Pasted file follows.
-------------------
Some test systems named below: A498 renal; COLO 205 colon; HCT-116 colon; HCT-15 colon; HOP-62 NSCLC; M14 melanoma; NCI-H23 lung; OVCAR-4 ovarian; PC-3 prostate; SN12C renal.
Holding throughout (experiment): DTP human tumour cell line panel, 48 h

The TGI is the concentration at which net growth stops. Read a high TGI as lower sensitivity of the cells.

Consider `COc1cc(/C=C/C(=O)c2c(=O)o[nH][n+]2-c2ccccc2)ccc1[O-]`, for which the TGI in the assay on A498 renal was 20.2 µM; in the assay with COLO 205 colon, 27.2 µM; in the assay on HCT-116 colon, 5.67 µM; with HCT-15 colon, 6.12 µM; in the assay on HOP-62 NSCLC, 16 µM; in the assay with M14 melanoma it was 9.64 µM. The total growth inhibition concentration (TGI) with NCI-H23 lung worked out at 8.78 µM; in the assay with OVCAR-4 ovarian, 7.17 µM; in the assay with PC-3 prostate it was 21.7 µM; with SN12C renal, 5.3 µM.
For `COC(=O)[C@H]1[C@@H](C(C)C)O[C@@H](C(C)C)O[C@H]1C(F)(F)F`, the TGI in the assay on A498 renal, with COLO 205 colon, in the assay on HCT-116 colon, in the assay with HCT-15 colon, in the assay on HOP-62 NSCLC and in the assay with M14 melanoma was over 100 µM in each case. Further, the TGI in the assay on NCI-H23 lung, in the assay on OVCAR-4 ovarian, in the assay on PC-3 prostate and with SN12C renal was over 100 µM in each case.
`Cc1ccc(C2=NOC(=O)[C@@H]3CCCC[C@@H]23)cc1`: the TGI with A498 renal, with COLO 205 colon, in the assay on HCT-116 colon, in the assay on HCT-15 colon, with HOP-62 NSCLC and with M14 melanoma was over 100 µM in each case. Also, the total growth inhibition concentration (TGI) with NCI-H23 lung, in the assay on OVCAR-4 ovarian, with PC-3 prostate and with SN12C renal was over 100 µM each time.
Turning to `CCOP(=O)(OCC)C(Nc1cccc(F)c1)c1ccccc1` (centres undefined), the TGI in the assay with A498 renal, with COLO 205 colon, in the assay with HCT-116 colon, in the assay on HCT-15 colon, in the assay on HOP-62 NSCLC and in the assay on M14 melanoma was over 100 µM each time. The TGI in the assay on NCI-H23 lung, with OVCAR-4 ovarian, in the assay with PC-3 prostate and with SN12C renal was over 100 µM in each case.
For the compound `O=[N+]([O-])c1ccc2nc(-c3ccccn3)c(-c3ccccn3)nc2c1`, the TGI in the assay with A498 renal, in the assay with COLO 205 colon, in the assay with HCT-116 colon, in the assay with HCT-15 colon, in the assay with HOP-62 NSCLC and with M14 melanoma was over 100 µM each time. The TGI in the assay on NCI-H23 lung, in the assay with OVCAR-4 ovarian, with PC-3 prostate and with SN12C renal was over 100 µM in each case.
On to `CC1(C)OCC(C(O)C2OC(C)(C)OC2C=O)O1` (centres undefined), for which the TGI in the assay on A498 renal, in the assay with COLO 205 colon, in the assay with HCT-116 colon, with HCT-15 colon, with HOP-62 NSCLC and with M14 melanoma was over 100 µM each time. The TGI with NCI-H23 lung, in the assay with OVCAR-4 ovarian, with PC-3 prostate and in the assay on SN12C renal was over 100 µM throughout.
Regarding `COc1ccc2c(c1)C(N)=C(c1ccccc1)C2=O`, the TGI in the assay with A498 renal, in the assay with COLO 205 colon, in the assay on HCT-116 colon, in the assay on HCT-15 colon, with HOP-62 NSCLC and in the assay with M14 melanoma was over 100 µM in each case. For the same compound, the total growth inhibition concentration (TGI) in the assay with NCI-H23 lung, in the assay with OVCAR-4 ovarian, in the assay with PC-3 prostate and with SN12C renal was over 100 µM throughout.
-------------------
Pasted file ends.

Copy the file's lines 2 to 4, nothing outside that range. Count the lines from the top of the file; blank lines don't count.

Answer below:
Holding throughout (experiment): DTP human tumour cell line panel, 48 h

The TGI is the concentration at which net growth stops. Read a high TGI as lower sensitivity of the cells.

Consider `COc1cc(/C=C/C(=O)c2c(=O)o[nH][n+]2-c2ccccc2)ccc1[O-]`, for which the TGI in the assay on A498 renal was 20.2 µM; in the assay with COLO 205 colon, 27.2 µM; in the assay on HCT-116 colon, 5.67 µM; with HCT-15 colon, 6.12 µM; in the assay on HOP-62 NSCLC, 16 µM; in the assay with M14 melanoma it was 9.64 µM. The total growth inhibition concentration (TGI) with NCI-H23 lung worked out at 8.78 µM; in the assay with OVCAR-4 ovarian, 7.17 µM; in the assay with PC-3 prostate it was 21.7 µM; with SN12C renal, 5.3 µM.